“Sayagyi U Ba Khin and Goenkaji wanted the Dhamma to reach as many people globally as possible… and Goenkaji prided himself on teaching exactly what his teacher taught,” says Barry Lapping, the head teacher at the Dhamma Dhara Vipassana Meditation Center in Shelburne Falls, Massachusetts.

Two people sit in lawn chairs.
U S.N. Goenka and his wife, Elaichi Devi Goenka, visiting Edmonton, Canada, on a North American tour in 2002. Photo provided by Barry Lapping.

“The teaching is presented via audio and video recordings of Goenkaji in order to maintain the consistency of the technique worldwide,” explains Lapping, while “the conducting teachers run the course, give guidance to the students, meditate with the students and answer their questions.” While the centers do not track specific demographics of their students, “there are courses for different communities based on language, including Khmer, Burmese, Hindi, Mandarin, Cantonese, and Thai.”

In keeping with the traditional Theravadin emphasis on dana, all centers are supported solely by donations. “An important principle in this tradition is that no one should have to pay for the teaching, and no one should profit by it,” explains Lapping. Course teachers and volunteers do not receive any financial compensation; students understand that everything they receive is from those who previously sat courses and they, in turn, have the opportunity to donate so others can receive the same benefits in future retreats.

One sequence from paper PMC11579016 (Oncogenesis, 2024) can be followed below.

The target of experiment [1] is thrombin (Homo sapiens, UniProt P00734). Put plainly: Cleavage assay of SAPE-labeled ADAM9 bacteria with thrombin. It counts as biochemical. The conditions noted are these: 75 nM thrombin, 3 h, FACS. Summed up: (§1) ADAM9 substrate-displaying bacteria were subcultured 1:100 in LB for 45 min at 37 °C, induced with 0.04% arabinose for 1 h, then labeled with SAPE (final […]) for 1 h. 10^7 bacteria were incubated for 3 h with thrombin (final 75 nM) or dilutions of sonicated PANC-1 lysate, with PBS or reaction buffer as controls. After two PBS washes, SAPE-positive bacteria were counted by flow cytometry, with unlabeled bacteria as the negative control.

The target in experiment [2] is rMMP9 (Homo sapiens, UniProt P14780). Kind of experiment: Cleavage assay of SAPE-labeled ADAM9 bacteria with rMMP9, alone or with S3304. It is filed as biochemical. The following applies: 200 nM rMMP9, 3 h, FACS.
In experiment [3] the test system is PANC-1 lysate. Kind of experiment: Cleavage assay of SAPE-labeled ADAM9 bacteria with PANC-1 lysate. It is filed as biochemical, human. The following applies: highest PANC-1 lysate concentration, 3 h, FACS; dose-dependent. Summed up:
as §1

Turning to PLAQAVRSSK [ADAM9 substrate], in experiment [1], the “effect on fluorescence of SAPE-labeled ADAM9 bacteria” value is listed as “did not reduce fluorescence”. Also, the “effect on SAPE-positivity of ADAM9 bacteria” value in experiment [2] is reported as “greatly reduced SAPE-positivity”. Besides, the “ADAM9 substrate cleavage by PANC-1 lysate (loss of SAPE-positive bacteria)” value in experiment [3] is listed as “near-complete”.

At the beginning of each course, students take the five moral precepts and then develop a base of concentration (samadhi) through anapanasati or mindfulness of breathing. On the fourth day, students begin vipassana practice. “They learn to move their attention systematically through the body,” says Lapping. Cultivating equanimity in response to all sensations is key to the method.